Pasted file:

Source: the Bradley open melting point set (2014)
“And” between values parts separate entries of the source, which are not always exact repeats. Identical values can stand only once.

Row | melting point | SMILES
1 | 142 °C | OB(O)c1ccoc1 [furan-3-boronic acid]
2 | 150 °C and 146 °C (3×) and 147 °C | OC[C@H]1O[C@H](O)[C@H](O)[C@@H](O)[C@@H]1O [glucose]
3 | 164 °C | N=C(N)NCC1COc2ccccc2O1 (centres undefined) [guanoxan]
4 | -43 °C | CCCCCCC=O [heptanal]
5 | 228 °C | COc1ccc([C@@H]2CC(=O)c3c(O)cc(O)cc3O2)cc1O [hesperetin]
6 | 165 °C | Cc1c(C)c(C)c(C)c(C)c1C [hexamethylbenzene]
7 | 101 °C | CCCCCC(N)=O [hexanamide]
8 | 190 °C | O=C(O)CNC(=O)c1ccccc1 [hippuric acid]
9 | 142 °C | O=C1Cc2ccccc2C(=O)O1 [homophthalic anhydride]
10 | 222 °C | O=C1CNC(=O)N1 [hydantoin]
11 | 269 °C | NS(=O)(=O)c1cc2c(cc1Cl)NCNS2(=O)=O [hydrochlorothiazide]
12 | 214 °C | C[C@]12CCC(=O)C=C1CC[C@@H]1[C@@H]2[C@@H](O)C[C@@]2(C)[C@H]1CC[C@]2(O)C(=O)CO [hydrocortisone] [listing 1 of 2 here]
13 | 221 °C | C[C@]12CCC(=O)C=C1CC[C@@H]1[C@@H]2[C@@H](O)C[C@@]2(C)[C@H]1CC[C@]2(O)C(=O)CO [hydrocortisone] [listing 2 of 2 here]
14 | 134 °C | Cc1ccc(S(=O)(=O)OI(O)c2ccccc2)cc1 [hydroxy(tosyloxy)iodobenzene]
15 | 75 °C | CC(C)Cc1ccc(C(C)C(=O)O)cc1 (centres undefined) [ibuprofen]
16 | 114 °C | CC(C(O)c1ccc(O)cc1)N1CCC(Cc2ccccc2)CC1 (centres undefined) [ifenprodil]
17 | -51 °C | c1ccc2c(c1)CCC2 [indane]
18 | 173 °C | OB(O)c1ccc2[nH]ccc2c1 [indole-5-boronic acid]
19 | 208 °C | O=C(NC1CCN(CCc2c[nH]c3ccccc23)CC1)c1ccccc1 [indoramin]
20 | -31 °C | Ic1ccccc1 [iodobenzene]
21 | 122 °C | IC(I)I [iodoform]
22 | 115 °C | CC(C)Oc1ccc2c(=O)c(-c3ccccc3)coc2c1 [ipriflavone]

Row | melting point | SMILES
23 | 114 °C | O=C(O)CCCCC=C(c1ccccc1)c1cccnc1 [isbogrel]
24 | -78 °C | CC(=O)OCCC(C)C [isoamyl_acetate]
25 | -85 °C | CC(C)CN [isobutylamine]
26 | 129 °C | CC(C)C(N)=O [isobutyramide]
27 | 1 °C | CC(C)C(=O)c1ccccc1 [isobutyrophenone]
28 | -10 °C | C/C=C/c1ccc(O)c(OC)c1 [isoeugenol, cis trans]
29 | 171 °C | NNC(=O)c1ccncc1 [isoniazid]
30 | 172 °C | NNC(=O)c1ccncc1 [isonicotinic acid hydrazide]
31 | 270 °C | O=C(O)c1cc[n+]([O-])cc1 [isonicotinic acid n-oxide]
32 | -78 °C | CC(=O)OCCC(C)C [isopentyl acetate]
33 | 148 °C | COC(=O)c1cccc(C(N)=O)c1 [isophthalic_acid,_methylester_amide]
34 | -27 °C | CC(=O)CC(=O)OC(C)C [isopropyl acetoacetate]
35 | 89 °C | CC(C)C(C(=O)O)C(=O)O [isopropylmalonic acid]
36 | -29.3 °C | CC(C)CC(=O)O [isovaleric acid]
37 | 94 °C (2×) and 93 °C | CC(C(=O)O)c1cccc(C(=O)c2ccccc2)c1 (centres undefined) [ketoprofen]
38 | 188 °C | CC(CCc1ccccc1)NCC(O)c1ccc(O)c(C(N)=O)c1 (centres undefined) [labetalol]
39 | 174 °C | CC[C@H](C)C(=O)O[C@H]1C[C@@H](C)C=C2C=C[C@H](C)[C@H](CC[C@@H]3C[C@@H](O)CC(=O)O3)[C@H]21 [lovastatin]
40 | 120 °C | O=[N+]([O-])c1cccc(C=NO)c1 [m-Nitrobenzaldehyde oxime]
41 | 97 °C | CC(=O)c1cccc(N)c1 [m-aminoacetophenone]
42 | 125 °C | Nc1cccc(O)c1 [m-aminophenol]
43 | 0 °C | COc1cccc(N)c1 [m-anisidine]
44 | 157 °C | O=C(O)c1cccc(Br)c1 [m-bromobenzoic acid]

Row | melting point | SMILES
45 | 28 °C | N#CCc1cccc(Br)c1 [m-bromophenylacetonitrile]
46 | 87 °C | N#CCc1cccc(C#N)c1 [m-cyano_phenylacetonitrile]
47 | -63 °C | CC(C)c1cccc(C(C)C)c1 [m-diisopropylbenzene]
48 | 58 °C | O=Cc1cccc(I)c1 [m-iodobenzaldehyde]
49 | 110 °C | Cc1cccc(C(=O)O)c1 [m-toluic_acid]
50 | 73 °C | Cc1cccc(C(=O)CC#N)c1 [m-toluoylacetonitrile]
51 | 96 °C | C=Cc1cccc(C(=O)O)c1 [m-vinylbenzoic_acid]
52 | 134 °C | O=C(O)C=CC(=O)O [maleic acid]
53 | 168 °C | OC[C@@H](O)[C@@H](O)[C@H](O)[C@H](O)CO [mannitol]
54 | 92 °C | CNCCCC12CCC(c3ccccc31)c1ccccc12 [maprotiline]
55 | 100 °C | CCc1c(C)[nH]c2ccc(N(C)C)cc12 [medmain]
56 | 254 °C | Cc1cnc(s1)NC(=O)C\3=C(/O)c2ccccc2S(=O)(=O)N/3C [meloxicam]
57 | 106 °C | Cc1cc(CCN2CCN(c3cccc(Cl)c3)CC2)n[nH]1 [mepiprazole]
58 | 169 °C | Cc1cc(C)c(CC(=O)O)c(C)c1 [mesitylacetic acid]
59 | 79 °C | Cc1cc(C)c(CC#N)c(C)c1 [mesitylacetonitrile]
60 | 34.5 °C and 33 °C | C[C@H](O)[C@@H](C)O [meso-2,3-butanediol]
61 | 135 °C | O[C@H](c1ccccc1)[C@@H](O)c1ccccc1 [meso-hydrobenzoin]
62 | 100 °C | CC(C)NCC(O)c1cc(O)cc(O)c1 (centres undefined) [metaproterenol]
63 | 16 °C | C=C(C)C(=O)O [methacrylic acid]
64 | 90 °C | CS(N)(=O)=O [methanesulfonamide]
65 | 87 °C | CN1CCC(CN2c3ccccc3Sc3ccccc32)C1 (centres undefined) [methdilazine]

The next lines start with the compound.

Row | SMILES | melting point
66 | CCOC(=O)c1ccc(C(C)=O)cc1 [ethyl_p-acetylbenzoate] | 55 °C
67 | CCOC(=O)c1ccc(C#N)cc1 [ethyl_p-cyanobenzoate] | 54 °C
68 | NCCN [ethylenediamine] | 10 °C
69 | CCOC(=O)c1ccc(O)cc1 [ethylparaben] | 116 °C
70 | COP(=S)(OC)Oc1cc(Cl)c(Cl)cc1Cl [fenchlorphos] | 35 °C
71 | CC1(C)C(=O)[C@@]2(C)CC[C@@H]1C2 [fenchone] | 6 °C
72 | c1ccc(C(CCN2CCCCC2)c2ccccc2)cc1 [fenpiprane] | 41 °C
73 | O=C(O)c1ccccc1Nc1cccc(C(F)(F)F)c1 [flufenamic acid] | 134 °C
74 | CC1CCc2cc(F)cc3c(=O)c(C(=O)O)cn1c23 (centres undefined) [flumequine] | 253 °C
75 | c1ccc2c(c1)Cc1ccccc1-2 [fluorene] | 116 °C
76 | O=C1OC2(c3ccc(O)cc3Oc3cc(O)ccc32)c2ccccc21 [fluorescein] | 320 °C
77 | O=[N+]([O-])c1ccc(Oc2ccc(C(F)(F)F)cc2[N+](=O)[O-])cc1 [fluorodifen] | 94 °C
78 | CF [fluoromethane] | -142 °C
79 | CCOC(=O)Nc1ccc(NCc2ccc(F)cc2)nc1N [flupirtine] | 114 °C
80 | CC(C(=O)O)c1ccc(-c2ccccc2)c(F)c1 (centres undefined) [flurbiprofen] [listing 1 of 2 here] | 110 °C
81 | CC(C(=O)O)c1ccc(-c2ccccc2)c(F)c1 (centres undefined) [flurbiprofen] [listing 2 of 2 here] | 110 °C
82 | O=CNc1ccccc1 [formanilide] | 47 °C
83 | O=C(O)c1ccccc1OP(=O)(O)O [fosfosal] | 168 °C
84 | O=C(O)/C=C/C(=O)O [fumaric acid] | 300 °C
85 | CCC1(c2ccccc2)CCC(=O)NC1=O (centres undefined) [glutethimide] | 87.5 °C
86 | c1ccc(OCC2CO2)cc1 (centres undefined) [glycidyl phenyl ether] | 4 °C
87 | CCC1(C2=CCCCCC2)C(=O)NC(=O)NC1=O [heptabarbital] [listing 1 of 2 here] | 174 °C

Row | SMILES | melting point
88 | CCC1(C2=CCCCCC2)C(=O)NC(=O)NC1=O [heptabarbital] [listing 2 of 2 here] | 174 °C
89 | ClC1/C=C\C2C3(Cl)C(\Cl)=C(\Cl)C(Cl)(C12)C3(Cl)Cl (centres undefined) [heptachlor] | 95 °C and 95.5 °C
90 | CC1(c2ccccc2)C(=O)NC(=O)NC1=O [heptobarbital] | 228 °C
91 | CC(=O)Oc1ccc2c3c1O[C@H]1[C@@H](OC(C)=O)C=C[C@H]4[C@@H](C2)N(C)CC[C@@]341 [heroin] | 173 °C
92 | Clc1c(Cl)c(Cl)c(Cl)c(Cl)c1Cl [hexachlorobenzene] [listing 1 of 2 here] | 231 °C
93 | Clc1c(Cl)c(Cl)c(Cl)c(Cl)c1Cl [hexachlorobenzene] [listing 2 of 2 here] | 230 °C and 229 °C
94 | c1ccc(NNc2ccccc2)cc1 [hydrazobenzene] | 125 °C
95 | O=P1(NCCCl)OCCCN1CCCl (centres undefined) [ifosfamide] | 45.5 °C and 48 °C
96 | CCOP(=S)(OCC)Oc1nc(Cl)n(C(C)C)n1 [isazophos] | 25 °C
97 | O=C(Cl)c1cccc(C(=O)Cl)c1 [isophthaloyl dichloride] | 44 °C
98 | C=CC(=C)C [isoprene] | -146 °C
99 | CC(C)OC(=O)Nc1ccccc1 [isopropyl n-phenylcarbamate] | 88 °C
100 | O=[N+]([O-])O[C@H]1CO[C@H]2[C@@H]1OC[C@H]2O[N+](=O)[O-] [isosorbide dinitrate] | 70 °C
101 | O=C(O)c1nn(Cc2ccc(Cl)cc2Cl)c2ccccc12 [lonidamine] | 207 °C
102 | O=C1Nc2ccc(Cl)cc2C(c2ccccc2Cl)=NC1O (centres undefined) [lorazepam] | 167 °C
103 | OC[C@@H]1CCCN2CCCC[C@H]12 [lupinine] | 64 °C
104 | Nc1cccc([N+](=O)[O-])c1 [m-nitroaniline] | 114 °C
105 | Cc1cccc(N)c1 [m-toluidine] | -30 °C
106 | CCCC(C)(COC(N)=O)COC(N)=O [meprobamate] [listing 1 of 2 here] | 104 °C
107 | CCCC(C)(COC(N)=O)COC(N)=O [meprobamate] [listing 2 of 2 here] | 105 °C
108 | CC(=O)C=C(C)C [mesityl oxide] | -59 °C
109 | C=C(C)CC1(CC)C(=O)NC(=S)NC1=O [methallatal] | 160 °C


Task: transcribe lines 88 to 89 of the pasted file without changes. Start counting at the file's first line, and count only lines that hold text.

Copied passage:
81 | CC(C(=O)O)c1ccc(-c2ccccc2)c(F)c1 (centres undefined) [flurbiprofen] [listing 2 of 2 here] | 110 °C
82 | O=CNc1ccccc1 [formanilide] | 47 °C